I have deliberately kept to myself, denying myself a confidante, by refusing anyone I could divulge to because I am scared that if anyone knew my real fears, secrets, and thoughts, they’d not like me. This engrained fear of rejection began in middle school when everyone began experimenting with relationship dynamics. Every boy and girl seemed to pair off while I was left alone; the one flamboyant boy even got more attention from girls and boys than I did! So when a girl asked me to be their boyfriend I said yes. Even then relationships with girls felt wrong, but I didn’t have the vocabulary for ‘why.’ I withdrew and couldn’t muster the interest to mimic boyfriends I saw modeled on TV, and waited for the inevitable implosion. When she did call to break-up I didn’t feel relieved. Rather, I felt nothing, not even numb – I simply went about my afternoon watching cartoons.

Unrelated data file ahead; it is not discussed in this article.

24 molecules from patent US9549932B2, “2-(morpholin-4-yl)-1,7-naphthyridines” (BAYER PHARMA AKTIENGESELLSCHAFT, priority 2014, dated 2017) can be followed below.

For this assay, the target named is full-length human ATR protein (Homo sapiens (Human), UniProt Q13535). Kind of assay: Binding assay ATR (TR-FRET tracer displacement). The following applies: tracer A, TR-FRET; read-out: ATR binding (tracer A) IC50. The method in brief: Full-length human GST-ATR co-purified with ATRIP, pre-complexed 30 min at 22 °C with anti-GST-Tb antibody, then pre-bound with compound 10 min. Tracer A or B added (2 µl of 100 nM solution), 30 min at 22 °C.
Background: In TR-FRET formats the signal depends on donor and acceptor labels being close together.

In middle school there were no boys to roleplay intimacy or boundaries; everyone’s burgeoning masculinity was too fragile. Back then ‘gay’ was a pejorative for ‘stupid,’ ‘sissy,’ ‘girly,’ or ‘less than.’ With group acceptance as the primary goal being labeled the outsider was unacceptable, so I kept any suspicious ‘gay’ buried through comic books.